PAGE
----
Sunday, June 30, 2013

the handy Hibachi - thumbs up!

["a small barbecue can come in handy"]

I was too lazy to phone. Plus, I would have killed myself during the bike ride.

Please allow me to back up. Last evening, supper was ready for the barbecue, I found the propane tank empty, I grew frustrated (I'd only used the propane tank twice since purchase on Mother's Day), my face was fixed for BBQ, Home Hardware and another propane tank were minutes away by bicycle, the time was 6:05 p.m. and I said "Stink!!" loud enough for many neighbours to hear. I quickly decided not to call the hardware store to see if it was still open. (I'm that lazy at times).

But I wasn't a man without options. I knew I had a very old and dusty barbecue under a workbench in the basement, i.e., a 30-year-old, never-been-used double Hibachi with a $2 price tag on one handle from the time I tried to unload it at a yard sale. I say, good thing people turned up their noses or didn't recognize what the heck it was. It turned out to be a life saver, or meal saver at the very least.

["For youngsters: Hibachi = famous name in small barbecues"]

Fortunately, atop the Hibachi I also found 30-year-old charcoal briquets and a package of fire starter sticks. (I knew the stuff was all together. I have this habit of hanging onto things things way past 'too long'). But would they take a match?

["worth way more now than two bucks"]

["under NON-TOXIC we can add GOOD FOR 30 YEARS"]

["fuel sticks and briquets took a match: supper ETA 60 min."]

They did. And while waiting for lift off I recalled many happy times at the beach with my long gone single Hibachi. Thumbs up if somebody out there is still using it. They do come in handy.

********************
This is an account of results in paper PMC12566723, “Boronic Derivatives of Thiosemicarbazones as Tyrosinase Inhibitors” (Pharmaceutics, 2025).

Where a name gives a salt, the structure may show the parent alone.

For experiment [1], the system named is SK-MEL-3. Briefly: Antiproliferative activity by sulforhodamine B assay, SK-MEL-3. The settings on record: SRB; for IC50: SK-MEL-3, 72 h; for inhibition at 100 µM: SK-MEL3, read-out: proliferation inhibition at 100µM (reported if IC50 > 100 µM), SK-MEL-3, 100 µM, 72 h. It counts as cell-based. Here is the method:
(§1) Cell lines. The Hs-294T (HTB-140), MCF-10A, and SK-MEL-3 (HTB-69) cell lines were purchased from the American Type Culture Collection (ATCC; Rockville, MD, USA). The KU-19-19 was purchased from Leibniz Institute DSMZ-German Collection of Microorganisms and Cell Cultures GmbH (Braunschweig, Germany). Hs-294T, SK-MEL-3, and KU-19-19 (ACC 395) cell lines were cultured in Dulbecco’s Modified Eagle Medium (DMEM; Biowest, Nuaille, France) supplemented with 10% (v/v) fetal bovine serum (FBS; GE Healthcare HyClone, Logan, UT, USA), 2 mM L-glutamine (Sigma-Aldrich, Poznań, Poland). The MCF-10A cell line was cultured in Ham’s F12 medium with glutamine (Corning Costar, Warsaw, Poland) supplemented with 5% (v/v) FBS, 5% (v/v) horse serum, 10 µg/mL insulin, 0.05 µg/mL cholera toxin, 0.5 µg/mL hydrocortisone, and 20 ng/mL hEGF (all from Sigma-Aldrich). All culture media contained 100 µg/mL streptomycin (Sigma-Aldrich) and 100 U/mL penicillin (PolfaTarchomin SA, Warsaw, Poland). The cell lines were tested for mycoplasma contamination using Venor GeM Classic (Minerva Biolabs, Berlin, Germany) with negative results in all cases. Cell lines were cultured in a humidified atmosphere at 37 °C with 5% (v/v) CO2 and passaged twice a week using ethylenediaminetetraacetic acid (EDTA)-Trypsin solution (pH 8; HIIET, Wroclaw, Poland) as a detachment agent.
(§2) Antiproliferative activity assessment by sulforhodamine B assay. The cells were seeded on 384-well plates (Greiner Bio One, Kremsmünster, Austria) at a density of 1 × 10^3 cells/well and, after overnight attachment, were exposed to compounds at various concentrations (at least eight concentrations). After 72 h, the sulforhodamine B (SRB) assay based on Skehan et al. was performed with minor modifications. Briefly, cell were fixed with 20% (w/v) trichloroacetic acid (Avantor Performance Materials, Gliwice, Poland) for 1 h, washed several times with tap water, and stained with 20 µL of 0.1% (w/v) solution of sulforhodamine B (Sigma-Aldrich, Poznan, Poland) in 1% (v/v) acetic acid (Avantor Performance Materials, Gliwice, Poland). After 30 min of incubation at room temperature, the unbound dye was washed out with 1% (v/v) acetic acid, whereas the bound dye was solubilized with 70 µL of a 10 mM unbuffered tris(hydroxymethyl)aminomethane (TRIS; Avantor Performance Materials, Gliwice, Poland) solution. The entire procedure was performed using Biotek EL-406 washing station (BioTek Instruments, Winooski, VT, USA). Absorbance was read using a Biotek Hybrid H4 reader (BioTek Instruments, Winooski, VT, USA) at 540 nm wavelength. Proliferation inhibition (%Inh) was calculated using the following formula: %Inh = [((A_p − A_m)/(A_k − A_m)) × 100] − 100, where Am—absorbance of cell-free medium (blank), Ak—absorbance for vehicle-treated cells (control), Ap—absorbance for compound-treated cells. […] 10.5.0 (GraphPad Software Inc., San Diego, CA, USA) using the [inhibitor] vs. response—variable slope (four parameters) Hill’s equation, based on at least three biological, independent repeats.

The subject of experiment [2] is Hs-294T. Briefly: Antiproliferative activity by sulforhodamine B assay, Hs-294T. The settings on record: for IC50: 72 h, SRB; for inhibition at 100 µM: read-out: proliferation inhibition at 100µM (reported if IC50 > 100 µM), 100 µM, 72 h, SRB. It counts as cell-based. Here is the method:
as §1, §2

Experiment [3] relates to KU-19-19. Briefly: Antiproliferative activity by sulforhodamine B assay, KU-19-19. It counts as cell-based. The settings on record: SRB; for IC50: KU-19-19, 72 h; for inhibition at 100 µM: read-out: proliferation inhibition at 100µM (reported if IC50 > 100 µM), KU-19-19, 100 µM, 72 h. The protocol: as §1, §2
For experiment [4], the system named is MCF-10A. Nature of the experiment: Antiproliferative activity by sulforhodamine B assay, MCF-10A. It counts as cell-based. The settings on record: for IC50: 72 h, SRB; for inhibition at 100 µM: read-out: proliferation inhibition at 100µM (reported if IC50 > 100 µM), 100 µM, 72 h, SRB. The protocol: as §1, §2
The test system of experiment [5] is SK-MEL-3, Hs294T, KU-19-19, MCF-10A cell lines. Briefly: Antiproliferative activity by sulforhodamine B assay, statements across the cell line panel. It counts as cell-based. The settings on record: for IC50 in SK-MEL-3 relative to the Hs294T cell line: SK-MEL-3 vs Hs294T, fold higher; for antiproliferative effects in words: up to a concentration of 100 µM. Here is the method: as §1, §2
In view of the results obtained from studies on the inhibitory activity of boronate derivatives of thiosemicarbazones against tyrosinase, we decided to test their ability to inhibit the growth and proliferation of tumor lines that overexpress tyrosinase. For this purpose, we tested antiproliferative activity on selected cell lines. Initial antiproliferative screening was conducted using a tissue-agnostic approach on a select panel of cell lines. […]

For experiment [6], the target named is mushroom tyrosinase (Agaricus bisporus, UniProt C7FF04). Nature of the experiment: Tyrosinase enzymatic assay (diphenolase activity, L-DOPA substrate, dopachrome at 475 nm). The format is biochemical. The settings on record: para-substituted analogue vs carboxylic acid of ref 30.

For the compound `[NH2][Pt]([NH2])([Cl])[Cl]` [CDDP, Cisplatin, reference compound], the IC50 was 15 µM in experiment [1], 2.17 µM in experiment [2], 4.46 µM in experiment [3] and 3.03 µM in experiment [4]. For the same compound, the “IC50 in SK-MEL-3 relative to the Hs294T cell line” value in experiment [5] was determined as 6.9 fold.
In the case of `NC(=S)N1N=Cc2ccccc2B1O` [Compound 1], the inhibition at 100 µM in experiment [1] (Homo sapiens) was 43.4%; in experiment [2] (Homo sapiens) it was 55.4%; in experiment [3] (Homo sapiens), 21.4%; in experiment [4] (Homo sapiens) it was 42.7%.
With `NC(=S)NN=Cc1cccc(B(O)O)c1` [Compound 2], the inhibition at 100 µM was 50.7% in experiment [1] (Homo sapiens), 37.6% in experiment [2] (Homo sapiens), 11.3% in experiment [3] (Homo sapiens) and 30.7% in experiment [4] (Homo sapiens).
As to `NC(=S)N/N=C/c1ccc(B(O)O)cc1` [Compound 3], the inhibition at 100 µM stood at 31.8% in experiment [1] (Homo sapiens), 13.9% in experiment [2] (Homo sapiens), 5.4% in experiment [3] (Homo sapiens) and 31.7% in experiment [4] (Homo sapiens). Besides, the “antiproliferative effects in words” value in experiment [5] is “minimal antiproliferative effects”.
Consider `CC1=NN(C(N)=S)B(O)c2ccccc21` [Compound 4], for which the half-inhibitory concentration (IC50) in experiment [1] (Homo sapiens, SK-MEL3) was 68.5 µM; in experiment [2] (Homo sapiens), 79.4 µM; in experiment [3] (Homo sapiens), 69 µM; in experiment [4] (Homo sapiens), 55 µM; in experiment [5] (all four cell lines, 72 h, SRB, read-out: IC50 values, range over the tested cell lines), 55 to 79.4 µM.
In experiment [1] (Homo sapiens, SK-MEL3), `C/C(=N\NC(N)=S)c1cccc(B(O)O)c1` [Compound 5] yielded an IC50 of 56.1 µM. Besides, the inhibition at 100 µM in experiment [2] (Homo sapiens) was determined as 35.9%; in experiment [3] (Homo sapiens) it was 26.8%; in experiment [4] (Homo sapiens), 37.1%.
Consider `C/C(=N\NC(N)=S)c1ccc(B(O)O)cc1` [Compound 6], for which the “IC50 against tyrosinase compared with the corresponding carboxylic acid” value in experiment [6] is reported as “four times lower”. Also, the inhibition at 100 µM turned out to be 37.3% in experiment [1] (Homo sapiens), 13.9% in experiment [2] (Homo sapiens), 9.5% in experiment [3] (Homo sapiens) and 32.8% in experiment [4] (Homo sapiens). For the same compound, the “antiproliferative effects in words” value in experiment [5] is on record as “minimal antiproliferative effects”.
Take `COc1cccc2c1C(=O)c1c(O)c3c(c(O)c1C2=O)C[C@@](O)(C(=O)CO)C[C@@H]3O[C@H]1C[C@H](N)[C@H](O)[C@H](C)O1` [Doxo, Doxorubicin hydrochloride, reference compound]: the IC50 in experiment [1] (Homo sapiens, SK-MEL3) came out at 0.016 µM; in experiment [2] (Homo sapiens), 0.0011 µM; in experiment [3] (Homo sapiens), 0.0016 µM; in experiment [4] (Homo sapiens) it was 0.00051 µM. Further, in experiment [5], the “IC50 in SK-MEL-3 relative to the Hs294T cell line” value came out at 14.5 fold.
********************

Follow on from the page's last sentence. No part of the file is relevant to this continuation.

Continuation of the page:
PS Where did I find the crossword references? At the top of my pile of clipped-out crosswords I keep in the TV room. I solved it this morning over coffee. Coincidence.

Photos by GH


Please click here to read don't throw that out!

Zoom w a View: "art on the street"

Here in the land of the maple leaf we celebrate Canada Day once per year (i.e., July 1st). But in my mind, every day is Canada Day.

["found during my morning walk"]

Enjoy the holiday.

Photo by GH


Please click here for "Upon a wind"

art in the street 4

If you start at the corner of Wortley Rd. and Stanley St. and start walking south toward The Village you  might soon spot - if it is parked outside - a 1929 roadster that sports a few glaring defects. It has no motor. An old tarp covers the upholstery.

["artsy fartsy signal light"]

["artsy fartsy headlamp"]

However, it has several shiny bits.

Photos by GH


Please click here to view art in the street 3

Friday, June 28, 2013

The hits keep on comin'

Since last week I've been watching the news about the floods in Alberta, and Calgary particularly. A June 22 headline 'Wild Wet Disaster' (London Free Press) makes just a start at describing the impact such floods have on a town, city, province or - at a level most of us can better understand - an individual family's life and livelihood. It will be several years before some families and towns get back to a normal life, and that's only with a great deal of support from government and humanitarian resources. And some never will.

[Calgary's mayor says "the fallout now will
be worse than after the 2005 floods"]